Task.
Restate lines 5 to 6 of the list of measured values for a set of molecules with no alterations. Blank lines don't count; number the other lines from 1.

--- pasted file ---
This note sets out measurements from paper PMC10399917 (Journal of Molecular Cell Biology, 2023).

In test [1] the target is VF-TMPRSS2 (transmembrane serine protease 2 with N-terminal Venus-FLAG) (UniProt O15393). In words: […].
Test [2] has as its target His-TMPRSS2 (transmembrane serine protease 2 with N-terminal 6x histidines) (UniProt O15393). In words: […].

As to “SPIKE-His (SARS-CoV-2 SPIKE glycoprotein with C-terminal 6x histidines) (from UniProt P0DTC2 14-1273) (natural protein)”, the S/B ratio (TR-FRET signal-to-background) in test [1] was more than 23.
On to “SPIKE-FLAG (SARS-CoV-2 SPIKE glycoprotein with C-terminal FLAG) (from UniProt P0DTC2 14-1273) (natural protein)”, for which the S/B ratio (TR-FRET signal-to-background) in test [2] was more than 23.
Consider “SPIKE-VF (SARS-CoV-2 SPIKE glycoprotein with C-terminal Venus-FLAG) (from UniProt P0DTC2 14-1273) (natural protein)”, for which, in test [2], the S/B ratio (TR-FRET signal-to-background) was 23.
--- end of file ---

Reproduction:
On to “SPIKE-FLAG (SARS-CoV-2 SPIKE glycoprotein with C-terminal FLAG) (from UniProt P0DTC2 14-1273) (natural protein)”, for which the S/B ratio (TR-FRET signal-to-background) in test [2] was more than 23.
Consider “SPIKE-VF (SARS-CoV-2 SPIKE glycoprotein with C-terminal Venus-FLAG) (from UniProt P0DTC2 14-1273) (natural protein)”, for which, in test [2], the S/B ratio (TR-FRET signal-to-background) was 23.